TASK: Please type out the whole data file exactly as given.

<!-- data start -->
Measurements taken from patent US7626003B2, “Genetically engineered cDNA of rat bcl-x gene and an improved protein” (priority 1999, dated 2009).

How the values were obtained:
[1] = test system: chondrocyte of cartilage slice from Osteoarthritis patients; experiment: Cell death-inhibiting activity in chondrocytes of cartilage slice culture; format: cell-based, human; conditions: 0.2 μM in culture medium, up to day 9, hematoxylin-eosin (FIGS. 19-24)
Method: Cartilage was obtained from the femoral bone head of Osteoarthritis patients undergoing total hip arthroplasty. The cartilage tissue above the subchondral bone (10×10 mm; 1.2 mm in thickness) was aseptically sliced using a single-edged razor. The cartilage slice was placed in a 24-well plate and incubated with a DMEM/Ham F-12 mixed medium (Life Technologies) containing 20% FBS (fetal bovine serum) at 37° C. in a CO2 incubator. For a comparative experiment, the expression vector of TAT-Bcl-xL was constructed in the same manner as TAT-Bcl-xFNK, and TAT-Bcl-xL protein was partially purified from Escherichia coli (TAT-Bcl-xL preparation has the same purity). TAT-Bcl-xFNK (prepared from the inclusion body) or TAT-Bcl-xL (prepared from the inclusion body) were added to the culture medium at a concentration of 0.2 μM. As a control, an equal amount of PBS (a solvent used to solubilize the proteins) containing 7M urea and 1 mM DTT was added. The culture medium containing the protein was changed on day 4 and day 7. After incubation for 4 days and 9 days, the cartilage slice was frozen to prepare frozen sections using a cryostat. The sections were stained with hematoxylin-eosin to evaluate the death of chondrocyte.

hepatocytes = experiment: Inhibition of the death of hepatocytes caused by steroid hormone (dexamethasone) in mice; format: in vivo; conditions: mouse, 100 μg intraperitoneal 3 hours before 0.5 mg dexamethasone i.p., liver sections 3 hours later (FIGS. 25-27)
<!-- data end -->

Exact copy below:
Measurements taken from patent US7626003B2, “Genetically engineered cDNA of rat bcl-x gene and an improved protein” (priority 1999, dated 2009).

How the values were obtained:
[1] = test system: chondrocyte of cartilage slice from Osteoarthritis patients; experiment: Cell death-inhibiting activity in chondrocytes of cartilage slice culture; format: cell-based, human; conditions: 0.2 μM in culture medium, up to day 9, hematoxylin-eosin (FIGS. 19-24)
Method: Cartilage was obtained from the femoral bone head of Osteoarthritis patients undergoing total hip arthroplasty. The cartilage tissue above the subchondral bone (10×10 mm; 1.2 mm in thickness) was aseptically sliced using a single-edged razor. The cartilage slice was placed in a 24-well plate and incubated with a DMEM/Ham F-12 mixed medium (Life Technologies) containing 20% FBS (fetal bovine serum) at 37° C. in a CO2 incubator. For a comparative experiment, the expression vector of TAT-Bcl-xL was constructed in the same manner as TAT-Bcl-xFNK, and TAT-Bcl-xL protein was partially purified from Escherichia coli (TAT-Bcl-xL preparation has the same purity). TAT-Bcl-xFNK (prepared from the inclusion body) or TAT-Bcl-xL (prepared from the inclusion body) were added to the culture medium at a concentration of 0.2 μM. As a control, an equal amount of PBS (a solvent used to solubilize the proteins) containing 7M urea and 1 mM DTT was added. The culture medium containing the protein was changed on day 4 and day 7. After incubation for 4 days and 9 days, the cartilage slice was frozen to prepare frozen sections using a cryostat. The sections were stained with hematoxylin-eosin to evaluate the death of chondrocyte.

hepatocytes = experiment: Inhibition of the death of hepatocytes caused by steroid hormone (dexamethasone) in mice; format: in vivo; conditions: mouse, 100 μg intraperitoneal 3 hours before 0.5 mg dexamethasone i.p., liver sections 3 hours later (FIGS. 25-27)